Purdy school district renews summer contract with Edison
Superintendent indicates pivotal year for contract
Even though the Purdy School Board has renewed its contract with Edison Learning, administrators have made it clear this will be a critical year for the contractor to deliver services, or it may be the last,
The relationship between the school district and the company has lasted a decade. This year's summer school session will begin on Monday, June 2 but run for only four weeks, compared to five in the past.
"We had very intense discussions," said Superintendent Dr. Steven Chancellor, in questioning the arrangement. "I asked 'Are we getting anything in return?' I told Edison we need to see why we should continue with their model."
Most students who do not complete the program drop out in the fifth week. Chancellor said significant behavior changes will come by shortening the session.
"We're doing a good job in creative activities and entertaining students, and it doesn't have much academic value," he said. "We plan for a two-grade dip to start the year. Summer school is not producing knowledge that sticks."
According to Jeff Swadley, elementary principal and director of the district's summer school program, the learning curve dips because students decrease their reading.
"We estimate that most Title I students drop about two grade levels in reading -- as determined by assessments -- from the end of school in May to the beginning of school in August," Chancellor said. "We get them back up in short time, but my point about the academic value highlights that without a more structured and targeted program, we will always have this kind of dip.
"Just because students are reading books doesn't mean they are learning to comprehend what they read," Chancellor continued. "I can read a book on physics, but that doesn't mean I can apply physics to solve everyday problems.
"Students need to be taught how to be effective readers and, more importantly, how to think while reading.
"The summer curriculum is more project-based activities designed around areas of interest. It does not address the upcoming Common Core standards, nor are we teaching core curriculum. We are not hurting students by utilizing Edison. We receive a lot of other benefits from them in terms of student engagement, critical thinking, social development, etc."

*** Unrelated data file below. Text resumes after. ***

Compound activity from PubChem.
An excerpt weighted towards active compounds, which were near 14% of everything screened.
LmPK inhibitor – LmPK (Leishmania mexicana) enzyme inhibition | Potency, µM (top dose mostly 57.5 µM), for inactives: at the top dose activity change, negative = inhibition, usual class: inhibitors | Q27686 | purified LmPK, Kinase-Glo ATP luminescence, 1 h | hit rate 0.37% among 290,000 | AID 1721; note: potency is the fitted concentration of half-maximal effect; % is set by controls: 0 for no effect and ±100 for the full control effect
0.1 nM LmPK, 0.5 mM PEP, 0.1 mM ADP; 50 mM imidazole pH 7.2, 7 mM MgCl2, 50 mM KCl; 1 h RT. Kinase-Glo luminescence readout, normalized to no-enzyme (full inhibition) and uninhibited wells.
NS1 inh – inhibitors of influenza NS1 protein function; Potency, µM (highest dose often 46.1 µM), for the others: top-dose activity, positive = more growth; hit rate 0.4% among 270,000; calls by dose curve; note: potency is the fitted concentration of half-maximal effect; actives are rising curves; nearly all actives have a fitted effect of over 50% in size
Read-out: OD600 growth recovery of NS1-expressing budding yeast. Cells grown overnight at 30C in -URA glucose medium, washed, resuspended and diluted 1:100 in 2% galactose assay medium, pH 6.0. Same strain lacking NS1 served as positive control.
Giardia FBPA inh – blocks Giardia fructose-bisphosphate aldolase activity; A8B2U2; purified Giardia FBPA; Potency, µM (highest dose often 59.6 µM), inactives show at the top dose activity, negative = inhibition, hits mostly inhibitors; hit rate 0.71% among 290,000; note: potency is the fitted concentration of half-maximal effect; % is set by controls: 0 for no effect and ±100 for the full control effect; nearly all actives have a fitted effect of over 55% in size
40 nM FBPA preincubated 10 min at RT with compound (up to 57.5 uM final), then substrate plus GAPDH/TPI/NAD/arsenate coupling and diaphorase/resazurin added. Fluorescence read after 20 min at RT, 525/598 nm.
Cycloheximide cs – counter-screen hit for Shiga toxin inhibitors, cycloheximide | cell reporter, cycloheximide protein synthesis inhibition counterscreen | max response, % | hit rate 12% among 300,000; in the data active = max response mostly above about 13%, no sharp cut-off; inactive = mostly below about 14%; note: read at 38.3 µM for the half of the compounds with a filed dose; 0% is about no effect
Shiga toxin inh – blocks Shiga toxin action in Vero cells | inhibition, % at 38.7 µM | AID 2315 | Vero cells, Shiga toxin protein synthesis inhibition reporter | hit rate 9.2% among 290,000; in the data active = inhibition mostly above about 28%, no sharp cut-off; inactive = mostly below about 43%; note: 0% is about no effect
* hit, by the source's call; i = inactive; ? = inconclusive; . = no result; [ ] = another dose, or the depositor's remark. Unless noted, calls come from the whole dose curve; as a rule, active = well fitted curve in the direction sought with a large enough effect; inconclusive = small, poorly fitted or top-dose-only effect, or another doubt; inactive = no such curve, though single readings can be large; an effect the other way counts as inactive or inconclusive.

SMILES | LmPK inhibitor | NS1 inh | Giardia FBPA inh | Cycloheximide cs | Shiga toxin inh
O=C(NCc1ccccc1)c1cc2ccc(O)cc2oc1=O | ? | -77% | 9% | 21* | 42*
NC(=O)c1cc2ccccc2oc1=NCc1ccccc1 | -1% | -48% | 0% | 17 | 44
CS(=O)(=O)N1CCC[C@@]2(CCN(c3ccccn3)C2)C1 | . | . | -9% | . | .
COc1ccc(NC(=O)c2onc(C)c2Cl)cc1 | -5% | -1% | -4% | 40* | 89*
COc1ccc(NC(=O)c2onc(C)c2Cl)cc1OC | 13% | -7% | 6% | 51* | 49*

In repurposing Purdy's resources, Chancellor said the administration is looking at designing a summer school program that does not purchase its curriculum from a third party.
"I believe we can increase our academic rigor by providing a Purdy-specific summer school in the future," Chancellor said. "My goal is to design a summer school program that directly addresses these dips in learning.
"We are also looking into time options such as a four-day week vs. a five-day week. I think it is very practical to modify our summer school time/duration. Many school districts, especially in metro areas, have already made similar transitions. Some are even exploring extended school years. North Kansas City will offer this at select elementary schools next year."
The Missouri Department of Elementary and Secondary Education reimburses school districts for summer school at half the rate of the normal school session, counting two students as one. According to Chancellor, the district received $554 per student for the 2013 summer school. Enrollment ran around 300 students, generating approximately $162,000 prior to payroll through the formula. Similar enrollment will leave the district with an $18,000 profit next summer.
"We are still negotiating a per-student fee with Edison and anticipate it to be lower than last year," Chancellor said.